However, passing this final security test, we hugged our sweet guide, and said goodbye.  There’s something special about Chong Lha. We both hope to see her again, someday.

Walking over the bridge into Nepal, you immediately enter a very (very) different world from China.  Security becomes lax (or maybe returns to normal levels).  Touts try to “help” you even before you’ve actually got a Visa to enter Nepal. The whole thing felt very familiar, including the surrounding geography and buildings, reminding us strongly of Mcleod Ganj in India. We had expected a flat, dry land crossing for some reason. Instead, leaving Tibet into Nepal is to cross a very deep, richly forested, lush narrow river canyon. Steep mountain sides rise into the mists on either side. It’s quite stunning. Think of the most beautiful coastal British Columbia scenery. Now put it on steroids.

Nepal is so not like China. This short video was taken in our taxi ride to Kathmandu.  This was literally our first 30 seconds in the car.  The difference between the feeling in Nepal was so different from the feeling in China.  The music in this video is coming from the car. Yes, it was that loud.  And fantastic.

In China, it’s impossible to not know exactly where you should go when crossing the border. In Nepal, it was nearly impossible to find our way to the immigration hall. We passed several soldiers, and like a dozen stores and hotels, before  we found the right Visa office. It looked like just a random, sort of ramshackle (Caitlin) shop, like the others that lined the narrow street. So different. Memories of India came flooding back.  Warm, welcoming smiles. We filled out our Visa applications and requested a 60-day Visa thinking we’d have to apply separately later for an extension. But when we went to the counter to hand over our documents, the Nepalese official said they only offer 30-day or 90-day Visas.  We wanted a 90-day visa, anyway, so we’ll take 90 days please!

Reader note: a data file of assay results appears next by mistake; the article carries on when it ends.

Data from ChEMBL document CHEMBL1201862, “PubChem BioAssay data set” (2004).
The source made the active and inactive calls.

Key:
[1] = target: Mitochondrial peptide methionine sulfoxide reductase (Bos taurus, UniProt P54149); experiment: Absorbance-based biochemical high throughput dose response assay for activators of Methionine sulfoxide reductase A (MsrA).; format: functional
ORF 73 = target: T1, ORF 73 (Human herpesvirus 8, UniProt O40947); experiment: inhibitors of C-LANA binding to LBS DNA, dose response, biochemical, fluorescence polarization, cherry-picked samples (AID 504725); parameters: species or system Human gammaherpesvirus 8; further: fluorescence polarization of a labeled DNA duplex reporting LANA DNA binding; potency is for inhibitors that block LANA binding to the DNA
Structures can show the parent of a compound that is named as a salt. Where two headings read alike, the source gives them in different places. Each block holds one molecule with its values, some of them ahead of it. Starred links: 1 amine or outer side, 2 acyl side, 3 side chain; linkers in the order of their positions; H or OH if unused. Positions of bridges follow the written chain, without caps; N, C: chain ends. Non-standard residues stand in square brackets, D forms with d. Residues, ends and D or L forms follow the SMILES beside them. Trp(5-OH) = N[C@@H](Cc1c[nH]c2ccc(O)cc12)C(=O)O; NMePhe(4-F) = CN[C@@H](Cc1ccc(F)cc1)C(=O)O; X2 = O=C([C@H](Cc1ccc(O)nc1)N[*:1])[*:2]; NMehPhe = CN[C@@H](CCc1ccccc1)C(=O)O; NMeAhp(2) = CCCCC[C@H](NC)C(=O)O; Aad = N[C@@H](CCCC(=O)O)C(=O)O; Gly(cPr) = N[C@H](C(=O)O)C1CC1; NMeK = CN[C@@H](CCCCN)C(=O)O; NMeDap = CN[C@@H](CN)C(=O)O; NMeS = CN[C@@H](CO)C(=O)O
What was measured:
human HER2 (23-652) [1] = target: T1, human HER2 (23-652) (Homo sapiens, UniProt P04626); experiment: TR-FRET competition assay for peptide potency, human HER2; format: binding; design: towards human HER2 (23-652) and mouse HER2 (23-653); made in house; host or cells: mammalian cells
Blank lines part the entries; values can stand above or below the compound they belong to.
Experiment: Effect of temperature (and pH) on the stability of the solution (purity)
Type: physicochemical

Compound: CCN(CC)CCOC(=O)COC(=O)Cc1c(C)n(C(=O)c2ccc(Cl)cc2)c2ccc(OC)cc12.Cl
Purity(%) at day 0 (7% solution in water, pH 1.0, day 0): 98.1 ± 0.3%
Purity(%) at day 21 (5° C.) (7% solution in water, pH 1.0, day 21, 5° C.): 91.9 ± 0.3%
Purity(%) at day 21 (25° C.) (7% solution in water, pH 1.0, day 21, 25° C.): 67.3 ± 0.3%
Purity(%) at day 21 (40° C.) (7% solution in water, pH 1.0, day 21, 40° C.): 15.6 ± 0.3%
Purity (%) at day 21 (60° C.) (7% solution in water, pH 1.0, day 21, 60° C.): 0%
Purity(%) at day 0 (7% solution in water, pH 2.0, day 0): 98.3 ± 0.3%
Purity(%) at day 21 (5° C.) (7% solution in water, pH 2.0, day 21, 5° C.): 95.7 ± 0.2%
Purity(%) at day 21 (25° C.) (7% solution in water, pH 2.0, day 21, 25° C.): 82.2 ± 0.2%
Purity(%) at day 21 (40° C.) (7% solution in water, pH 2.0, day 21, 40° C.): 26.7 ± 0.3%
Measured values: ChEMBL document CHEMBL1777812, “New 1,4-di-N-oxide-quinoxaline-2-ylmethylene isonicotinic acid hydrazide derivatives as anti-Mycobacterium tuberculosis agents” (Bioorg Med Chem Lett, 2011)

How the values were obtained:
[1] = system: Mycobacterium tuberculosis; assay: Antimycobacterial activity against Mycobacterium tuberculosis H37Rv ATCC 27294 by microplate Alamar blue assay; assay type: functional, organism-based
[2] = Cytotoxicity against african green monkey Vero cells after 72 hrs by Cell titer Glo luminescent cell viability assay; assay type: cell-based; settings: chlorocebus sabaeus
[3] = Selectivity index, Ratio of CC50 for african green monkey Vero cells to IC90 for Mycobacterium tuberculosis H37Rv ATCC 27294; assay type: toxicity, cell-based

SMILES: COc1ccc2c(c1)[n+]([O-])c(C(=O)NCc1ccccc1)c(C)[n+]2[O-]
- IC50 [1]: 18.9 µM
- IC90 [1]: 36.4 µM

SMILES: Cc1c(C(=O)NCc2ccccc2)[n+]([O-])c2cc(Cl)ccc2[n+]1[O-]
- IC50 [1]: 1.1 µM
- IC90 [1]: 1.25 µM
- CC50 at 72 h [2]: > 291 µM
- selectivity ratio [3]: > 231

We’re now at our hotel in Kathmandu. And this is where we’ll leave things for a few days. We hope to post again in the next couple of days before we head out on our Annapurna Trek.   The trek will take approximately 21 days and we are pretty sure that there will almost no internet along the way.  So expect another post soon.